Mrs. Crowley: I'm not gonna say it again. It is bedtime now.
Megan: It's for him.
Dr. Stonehill: Me?
Megan: For good luck. For bass fishing.
Dr. Stonehill: Thank you.
Megan: You like it?
Dr. Stonehill: Well, sure. A happy-go-lucky little fellow, lots of personality?
Megan: He's a plastic toy.
Dr. Stonehill: I know.
John Crowley: Here's the father-daughter dance. You haven't lived until you've seen Megan do the Wheelchair Watusi.
Mrs. Crowley: Here you go. Go ahead and eat the cobbler while it's hot.
John Crowley: Smells great, honey. This was hilarious. Bob, we went to this dude ranch. All right if I call you Bob?
Dr. Stonehill: You got a check for a half-million dollars, hell, you can call me Peggy Sue.
John Crowley: I'll just...Well, Bob. This is the first installment against the promised half a million.
Dr. Stonehill: Tell you the truth, that's more than I expected.
John Crowley: Dr. Stonehill, we promise that...Yeah, I know. If... In enough time, then...
Dr. Stonehill: I know. I know. You can learn a lot about a person on the Internet these days. Learn about a working-class kid from New Jersey, worked his way through Harvard Business School, clawing his way up the ladder at Bristol-Myers. But what Google can't tell you is that this scared, desperate, bullshitting son of a bitch...
Mrs. Crowley: Wait just a minute...
Dr. Stonehill: Don't interrupt. Will do and say whatever it takes to get results. Which is why you and me are going into business together, Jersey.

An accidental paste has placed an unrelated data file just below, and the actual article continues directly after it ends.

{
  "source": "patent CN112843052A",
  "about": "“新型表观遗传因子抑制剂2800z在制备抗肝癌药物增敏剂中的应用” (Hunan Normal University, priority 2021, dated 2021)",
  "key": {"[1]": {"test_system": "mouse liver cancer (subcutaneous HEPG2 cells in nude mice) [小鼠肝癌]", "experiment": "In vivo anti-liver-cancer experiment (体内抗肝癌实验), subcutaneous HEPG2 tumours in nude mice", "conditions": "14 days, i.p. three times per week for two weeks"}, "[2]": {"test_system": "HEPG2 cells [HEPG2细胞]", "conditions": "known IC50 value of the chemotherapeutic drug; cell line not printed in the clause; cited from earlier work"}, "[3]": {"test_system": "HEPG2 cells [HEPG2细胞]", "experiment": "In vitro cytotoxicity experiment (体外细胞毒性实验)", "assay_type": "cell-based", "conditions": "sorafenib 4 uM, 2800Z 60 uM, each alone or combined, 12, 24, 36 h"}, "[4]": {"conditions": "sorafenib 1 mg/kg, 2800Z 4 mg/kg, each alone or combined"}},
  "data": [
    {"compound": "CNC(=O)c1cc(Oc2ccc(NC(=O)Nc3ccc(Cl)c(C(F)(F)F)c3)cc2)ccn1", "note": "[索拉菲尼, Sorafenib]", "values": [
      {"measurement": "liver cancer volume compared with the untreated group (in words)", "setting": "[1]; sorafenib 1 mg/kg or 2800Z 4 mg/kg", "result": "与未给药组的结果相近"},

John Crowley: Excuse me?
Dr. Stonehill: I'm tired of begging breadcrumbs from the university and giving them the patents to my ideas. They don't value my work. You do, which is why I'm setting up my own shop. Figure any dude in a business suit can help me raise venture capital and run the company, but who's gonna be half as motivated as a dad who's trying to save his own kids?
John Crowley: So, this is...
Dr. Stonehill: So this is the shittiest offer you're ever gonna get. I can promise you less money, longer hours, lousy working conditions, plus, if we raise the money, you're gonna have to relocate to Nebraska. And with the right business plan, I can also promise you a working enzyme for Pompe disease. I can't cure your kids, you know that. They're always gonna be in wheelchairs, but I think I can save their lives. Outstanding cobbler.
Mrs. Crowley: Okay, okay. So, we agree we can't uproot the kids.
John Crowley: What if Stonehill fails? Or what if he succeeds too late to help Megs and Patrick? Then what?
Mrs. Crowley: I know. If we're gonna lose them young, you want to spend every minute you can with them. John, that day that you flew to Nebraska, when you suddenly just ditched work and...My God, I thought you'd lost it. You scared me. But once we rolled our sleeves up, and we started fundraising and meeting other Pompe families, it made me feel like...I mean, do we just accept our fate and do what we're told by all the well-meaning doctors and wait for the worst to happen, or do we fight it?